13. Never allow the use of your credit card as reference (credit card number) or as an identification card.
14. Take note whether your card is held for more than the regular time. Be alert when it is not returned to you after an unusually long period.
15. Keep your credit cards in a secure place.
  • It is the cardholder's responsibility to know their payment due date. The cardholder should make sure to make payment on or before this date, to avoid any penalty or late fees.
  • If you have any concerns or problems with a collection agent, please report it right away to your issuing bank. Make sure you have the name of the collections agent whom you talked to and other pertinent details such as name of collections agency, date and time of call.


Diets and Eating Habits Affect Body Functions and Moods

Friday, March 13, 2009

In this age of popular quest for how shall we then eat, we are bombarded with nutrition information of all sorts. Somehow that makes it harder and confusing to know what to believe, whom to trust, for with so many conflicting reports and wild claims, the truths are not always clear. If you become skeptical, you have the right. But you still have to choose your food. You've got to examine and decide for yourself what are the reliable nutrition information to enable you to eat more properly and healthily. Scientists tell us, people eat due to physiological hunger, a sensation that occurs when human body's blood sugar begins to drop and the stomach contracts. But people eat for unconscious and emotional reasons as well. One reason cited by Dr. Richard Kozlenko, a physician trained in biochemistry, is "mouth hunger: the feeling that comes when you see or smell a cake in a shop window and your mouth begins to water." Some people crave the taste of food in their mouths even after they've eaten much more than is necessary to meet their bodies' physical needs. Too often, Kozlenko says, the dictates of emotion overpower the subtle cues from within signalling that the body has had enough. "Emotional directives", Kozlenko states, "often lead to poor eating habits that, in turn, affect the normal functioning of the body and whether we feel alive or listless."
Some signs of poor eating habits are: skipping breakfast, drinking too much coffee, sipping our diet lunch of low-calorie soda, overeating on weekends, snacking junk foods, overdoing salt, sugar, additives and fat intake, consuming too many calories with too few nutrients, etc. Aside from not valuing what goes into our mouth, those gorging, continual snacking, eating at the wrong times, eating too fast or too much, even chewing improperly result to: bloating or "gas", to obesity, to poor digestion that interfere with the assimilation of nutrients and even makes it easier for food to be broken (e.g., poorly digested protein is converted into toxic amines).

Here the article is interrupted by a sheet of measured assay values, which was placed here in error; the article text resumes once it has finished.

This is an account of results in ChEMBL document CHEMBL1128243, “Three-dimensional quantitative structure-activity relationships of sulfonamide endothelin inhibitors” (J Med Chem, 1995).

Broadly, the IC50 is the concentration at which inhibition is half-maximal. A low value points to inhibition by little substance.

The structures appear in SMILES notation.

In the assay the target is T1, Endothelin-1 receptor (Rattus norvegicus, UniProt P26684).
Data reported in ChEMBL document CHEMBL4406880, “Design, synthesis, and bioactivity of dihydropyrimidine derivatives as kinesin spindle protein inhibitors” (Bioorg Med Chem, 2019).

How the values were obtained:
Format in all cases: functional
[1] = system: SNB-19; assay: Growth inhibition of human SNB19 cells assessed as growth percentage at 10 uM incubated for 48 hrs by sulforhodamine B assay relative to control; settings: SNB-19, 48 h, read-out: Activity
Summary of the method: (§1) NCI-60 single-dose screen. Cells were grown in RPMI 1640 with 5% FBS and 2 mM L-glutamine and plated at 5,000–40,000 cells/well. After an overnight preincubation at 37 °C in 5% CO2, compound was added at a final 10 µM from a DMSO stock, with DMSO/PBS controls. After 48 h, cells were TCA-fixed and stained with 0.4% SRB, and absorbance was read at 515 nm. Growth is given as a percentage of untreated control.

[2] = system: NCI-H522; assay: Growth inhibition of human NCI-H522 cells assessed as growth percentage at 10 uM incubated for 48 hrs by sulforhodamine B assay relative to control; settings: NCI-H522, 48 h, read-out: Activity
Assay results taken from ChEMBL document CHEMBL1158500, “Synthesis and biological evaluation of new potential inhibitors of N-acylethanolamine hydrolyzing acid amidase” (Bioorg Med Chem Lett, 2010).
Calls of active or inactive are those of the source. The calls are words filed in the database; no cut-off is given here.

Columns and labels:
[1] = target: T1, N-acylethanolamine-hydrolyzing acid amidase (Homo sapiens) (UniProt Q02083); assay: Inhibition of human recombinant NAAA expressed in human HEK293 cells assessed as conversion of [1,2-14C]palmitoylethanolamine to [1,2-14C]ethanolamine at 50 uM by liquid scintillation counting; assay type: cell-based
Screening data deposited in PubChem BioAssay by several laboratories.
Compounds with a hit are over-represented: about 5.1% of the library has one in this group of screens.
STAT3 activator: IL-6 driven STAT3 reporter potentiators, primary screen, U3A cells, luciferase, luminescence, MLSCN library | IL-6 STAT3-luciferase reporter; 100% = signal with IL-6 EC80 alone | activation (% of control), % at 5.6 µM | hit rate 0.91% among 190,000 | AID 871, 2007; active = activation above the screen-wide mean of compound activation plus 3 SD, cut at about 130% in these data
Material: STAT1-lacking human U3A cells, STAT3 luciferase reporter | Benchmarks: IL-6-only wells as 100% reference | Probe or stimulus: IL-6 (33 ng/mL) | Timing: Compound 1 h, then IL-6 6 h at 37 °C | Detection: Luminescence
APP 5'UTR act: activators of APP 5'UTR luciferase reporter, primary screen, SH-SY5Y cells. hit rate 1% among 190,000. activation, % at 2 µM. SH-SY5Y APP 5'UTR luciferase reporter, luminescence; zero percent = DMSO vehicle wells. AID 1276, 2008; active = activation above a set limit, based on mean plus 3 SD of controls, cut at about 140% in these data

There are serious suspected links between poor diets and eating habits and the leading causes of death in our society today: heart disease, cancer (particularly of the colon and breast), strokes, diabetes, cirrhosis of the liver, and hypertension (high blood pressure).
Close correspondences are also observed between one's diets and eating habits and one's emotional makeup and well-being. That changing one dimension of eating behavior, a person can drastically alter the way he or she feels physically. For example, eating more complex carbohydrates, being bulky and take along time to digest, may give a person a full feeling. Try this: eat dinner an hour earlier each day, and you may give your eaten food more chance to metabolize before you go to bed, and see how it affects your sleeping mood.
Our eating behavior is much directed by the so-called "emotional investment" we attached in food. And this is strongly influenced by media, by those high-powered, enticing ads for highly refined, chemically laden substances, instant processed meals, good tasting junks, great variety but nutritionally deficient foods. And by the current obsession for a beautiful body which virtually ignores biological reality.
We are food-conscious people more than before but emphasis is placed on what gives immediate sensual pleasures, and on having a body that looks good; rather than giving importance on what truly goes into the body and its effect to its functioning. We need to take a more prudent look at our diets and eating habits, for there are growing evidences to the axiom that we need to EAT RIGHT TO LIVE RIGHT!

from: Lead Magazine


Yummy and Lovely Cakes!

Wednesday, March 4, 2009

Click the photos to enlarge.

As I promised, these are the other cakes I saw in the event. I really enjoyed taking photos and viewing it almost everyday since I took these photos...I think I'm in love with these


About Me

My photo
I am a woman with simple dreams. I'm easy to be with, friendly, most of the time jolly but sometimes moody, loving and sweet. I love sharing my stories of life and somehow I want other people to learn something from me.

Site Info and Links:

Blog Catalog

Related Posts with Thumbnails
Click here to view our Privacy Policy

  © Blogger template Foam by 2009

Back to TOP